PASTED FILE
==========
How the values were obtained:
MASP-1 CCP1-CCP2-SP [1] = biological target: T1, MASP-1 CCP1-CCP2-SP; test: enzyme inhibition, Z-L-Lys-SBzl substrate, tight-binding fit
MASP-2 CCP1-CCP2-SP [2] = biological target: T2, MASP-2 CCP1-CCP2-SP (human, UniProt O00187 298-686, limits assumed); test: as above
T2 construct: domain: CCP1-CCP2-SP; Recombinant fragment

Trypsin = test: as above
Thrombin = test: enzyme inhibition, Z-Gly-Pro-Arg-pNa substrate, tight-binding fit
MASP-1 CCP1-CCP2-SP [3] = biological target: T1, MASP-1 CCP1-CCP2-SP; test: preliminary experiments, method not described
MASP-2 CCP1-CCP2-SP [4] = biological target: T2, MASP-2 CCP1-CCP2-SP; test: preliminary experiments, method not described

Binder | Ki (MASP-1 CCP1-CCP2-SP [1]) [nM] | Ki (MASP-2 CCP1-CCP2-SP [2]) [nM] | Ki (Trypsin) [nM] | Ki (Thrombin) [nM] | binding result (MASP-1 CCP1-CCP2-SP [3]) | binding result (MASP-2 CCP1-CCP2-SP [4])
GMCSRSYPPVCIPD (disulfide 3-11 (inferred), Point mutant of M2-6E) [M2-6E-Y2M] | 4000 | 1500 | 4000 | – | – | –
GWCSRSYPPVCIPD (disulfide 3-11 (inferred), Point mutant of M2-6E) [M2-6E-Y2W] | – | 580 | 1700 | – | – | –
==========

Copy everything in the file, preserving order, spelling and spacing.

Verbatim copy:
How the values were obtained:
MASP-1 CCP1-CCP2-SP [1] = biological target: T1, MASP-1 CCP1-CCP2-SP; test: enzyme inhibition, Z-L-Lys-SBzl substrate, tight-binding fit
MASP-2 CCP1-CCP2-SP [2] = biological target: T2, MASP-2 CCP1-CCP2-SP (human, UniProt O00187 298-686, limits assumed); test: as above
T2 construct: domain: CCP1-CCP2-SP; Recombinant fragment

Trypsin = test: as above
Thrombin = test: enzyme inhibition, Z-Gly-Pro-Arg-pNa substrate, tight-binding fit
MASP-1 CCP1-CCP2-SP [3] = biological target: T1, MASP-1 CCP1-CCP2-SP; test: preliminary experiments, method not described
MASP-2 CCP1-CCP2-SP [4] = biological target: T2, MASP-2 CCP1-CCP2-SP; test: preliminary experiments, method not described

Binder | Ki (MASP-1 CCP1-CCP2-SP [1]) [nM] | Ki (MASP-2 CCP1-CCP2-SP [2]) [nM] | Ki (Trypsin) [nM] | Ki (Thrombin) [nM] | binding result (MASP-1 CCP1-CCP2-SP [3]) | binding result (MASP-2 CCP1-CCP2-SP [4])
GMCSRSYPPVCIPD (disulfide 3-11 (inferred), Point mutant of M2-6E) [M2-6E-Y2M] | 4000 | 1500 | 4000 | – | – | –
GWCSRSYPPVCIPD (disulfide 3-11 (inferred), Point mutant of M2-6E) [M2-6E-Y2W] | – | 580 | 1700 | – | – | –